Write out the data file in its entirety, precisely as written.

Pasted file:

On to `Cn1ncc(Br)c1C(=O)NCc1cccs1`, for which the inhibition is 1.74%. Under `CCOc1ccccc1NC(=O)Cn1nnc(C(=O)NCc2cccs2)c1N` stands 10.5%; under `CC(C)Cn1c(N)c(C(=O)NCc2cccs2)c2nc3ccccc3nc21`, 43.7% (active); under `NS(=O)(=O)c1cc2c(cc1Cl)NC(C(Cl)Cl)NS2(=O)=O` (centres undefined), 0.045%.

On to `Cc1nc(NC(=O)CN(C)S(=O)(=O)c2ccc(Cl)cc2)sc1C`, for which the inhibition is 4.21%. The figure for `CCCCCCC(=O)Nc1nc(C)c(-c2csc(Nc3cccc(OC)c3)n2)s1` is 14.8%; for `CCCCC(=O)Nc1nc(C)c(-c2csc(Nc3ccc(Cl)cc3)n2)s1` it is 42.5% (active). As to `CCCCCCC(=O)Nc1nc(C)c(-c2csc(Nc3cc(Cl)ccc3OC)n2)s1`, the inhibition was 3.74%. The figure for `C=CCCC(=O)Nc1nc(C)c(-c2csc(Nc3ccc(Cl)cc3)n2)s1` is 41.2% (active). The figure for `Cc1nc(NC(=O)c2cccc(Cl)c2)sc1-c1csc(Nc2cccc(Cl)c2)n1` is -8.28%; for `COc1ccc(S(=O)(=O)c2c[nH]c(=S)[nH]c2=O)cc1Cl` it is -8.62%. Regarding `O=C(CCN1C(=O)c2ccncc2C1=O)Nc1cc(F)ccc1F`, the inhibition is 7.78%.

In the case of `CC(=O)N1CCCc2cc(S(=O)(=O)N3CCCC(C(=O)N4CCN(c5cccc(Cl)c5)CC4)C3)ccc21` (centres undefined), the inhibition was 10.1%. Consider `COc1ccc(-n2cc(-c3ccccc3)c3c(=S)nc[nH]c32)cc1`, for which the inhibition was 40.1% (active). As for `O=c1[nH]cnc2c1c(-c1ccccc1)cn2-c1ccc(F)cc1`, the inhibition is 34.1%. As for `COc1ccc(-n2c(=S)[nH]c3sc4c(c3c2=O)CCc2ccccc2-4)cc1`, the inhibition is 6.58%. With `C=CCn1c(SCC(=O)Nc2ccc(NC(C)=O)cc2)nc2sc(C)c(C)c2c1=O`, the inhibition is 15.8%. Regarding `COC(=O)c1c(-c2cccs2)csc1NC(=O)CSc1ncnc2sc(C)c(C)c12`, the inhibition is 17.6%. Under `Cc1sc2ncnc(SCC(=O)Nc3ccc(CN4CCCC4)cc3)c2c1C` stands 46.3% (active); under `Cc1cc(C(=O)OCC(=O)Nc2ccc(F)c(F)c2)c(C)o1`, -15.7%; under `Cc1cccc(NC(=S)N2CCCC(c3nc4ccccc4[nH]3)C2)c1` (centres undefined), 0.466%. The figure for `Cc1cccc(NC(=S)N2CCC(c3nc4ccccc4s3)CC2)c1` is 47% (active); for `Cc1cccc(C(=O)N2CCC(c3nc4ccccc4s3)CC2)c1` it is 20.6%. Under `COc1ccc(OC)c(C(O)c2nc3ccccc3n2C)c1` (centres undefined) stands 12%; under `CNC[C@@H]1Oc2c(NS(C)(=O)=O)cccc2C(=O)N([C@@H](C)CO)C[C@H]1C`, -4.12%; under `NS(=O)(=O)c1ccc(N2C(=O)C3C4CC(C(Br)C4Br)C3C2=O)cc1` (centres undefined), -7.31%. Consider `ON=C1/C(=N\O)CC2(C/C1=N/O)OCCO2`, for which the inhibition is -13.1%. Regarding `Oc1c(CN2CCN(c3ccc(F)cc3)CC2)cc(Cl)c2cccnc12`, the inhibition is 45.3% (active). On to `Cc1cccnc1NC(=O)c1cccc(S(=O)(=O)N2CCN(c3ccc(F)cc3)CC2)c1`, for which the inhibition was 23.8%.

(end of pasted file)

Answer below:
On to `Cn1ncc(Br)c1C(=O)NCc1cccs1`, for which the inhibition is 1.74%. Under `CCOc1ccccc1NC(=O)Cn1nnc(C(=O)NCc2cccs2)c1N` stands 10.5%; under `CC(C)Cn1c(N)c(C(=O)NCc2cccs2)c2nc3ccccc3nc21`, 43.7% (active); under `NS(=O)(=O)c1cc2c(cc1Cl)NC(C(Cl)Cl)NS2(=O)=O` (centres undefined), 0.045%.

On to `Cc1nc(NC(=O)CN(C)S(=O)(=O)c2ccc(Cl)cc2)sc1C`, for which the inhibition is 4.21%. The figure for `CCCCCCC(=O)Nc1nc(C)c(-c2csc(Nc3cccc(OC)c3)n2)s1` is 14.8%; for `CCCCC(=O)Nc1nc(C)c(-c2csc(Nc3ccc(Cl)cc3)n2)s1` it is 42.5% (active). As to `CCCCCCC(=O)Nc1nc(C)c(-c2csc(Nc3cc(Cl)ccc3OC)n2)s1`, the inhibition was 3.74%. The figure for `C=CCCC(=O)Nc1nc(C)c(-c2csc(Nc3ccc(Cl)cc3)n2)s1` is 41.2% (active). The figure for `Cc1nc(NC(=O)c2cccc(Cl)c2)sc1-c1csc(Nc2cccc(Cl)c2)n1` is -8.28%; for `COc1ccc(S(=O)(=O)c2c[nH]c(=S)[nH]c2=O)cc1Cl` it is -8.62%. Regarding `O=C(CCN1C(=O)c2ccncc2C1=O)Nc1cc(F)ccc1F`, the inhibition is 7.78%.

In the case of `CC(=O)N1CCCc2cc(S(=O)(=O)N3CCCC(C(=O)N4CCN(c5cccc(Cl)c5)CC4)C3)ccc21` (centres undefined), the inhibition was 10.1%. Consider `COc1ccc(-n2cc(-c3ccccc3)c3c(=S)nc[nH]c32)cc1`, for which the inhibition was 40.1% (active). As for `O=c1[nH]cnc2c1c(-c1ccccc1)cn2-c1ccc(F)cc1`, the inhibition is 34.1%. As for `COc1ccc(-n2c(=S)[nH]c3sc4c(c3c2=O)CCc2ccccc2-4)cc1`, the inhibition is 6.58%. With `C=CCn1c(SCC(=O)Nc2ccc(NC(C)=O)cc2)nc2sc(C)c(C)c2c1=O`, the inhibition is 15.8%. Regarding `COC(=O)c1c(-c2cccs2)csc1NC(=O)CSc1ncnc2sc(C)c(C)c12`, the inhibition is 17.6%. Under `Cc1sc2ncnc(SCC(=O)Nc3ccc(CN4CCCC4)cc3)c2c1C` stands 46.3% (active); under `Cc1cc(C(=O)OCC(=O)Nc2ccc(F)c(F)c2)c(C)o1`, -15.7%; under `Cc1cccc(NC(=S)N2CCCC(c3nc4ccccc4[nH]3)C2)c1` (centres undefined), 0.466%. The figure for `Cc1cccc(NC(=S)N2CCC(c3nc4ccccc4s3)CC2)c1` is 47% (active); for `Cc1cccc(C(=O)N2CCC(c3nc4ccccc4s3)CC2)c1` it is 20.6%. Under `COc1ccc(OC)c(C(O)c2nc3ccccc3n2C)c1` (centres undefined) stands 12%; under `CNC[C@@H]1Oc2c(NS(C)(=O)=O)cccc2C(=O)N([C@@H](C)CO)C[C@H]1C`, -4.12%; under `NS(=O)(=O)c1ccc(N2C(=O)C3C4CC(C(Br)C4Br)C3C2=O)cc1` (centres undefined), -7.31%. Consider `ON=C1/C(=N\O)CC2(C/C1=N/O)OCCO2`, for which the inhibition is -13.1%. Regarding `Oc1c(CN2CCN(c3ccc(F)cc3)CC2)cc(Cl)c2cccnc12`, the inhibition is 45.3% (active). On to `Cc1cccnc1NC(=O)c1cccc(S(=O)(=O)N2CCN(c3ccc(F)cc3)CC2)c1`, for which the inhibition was 23.8%.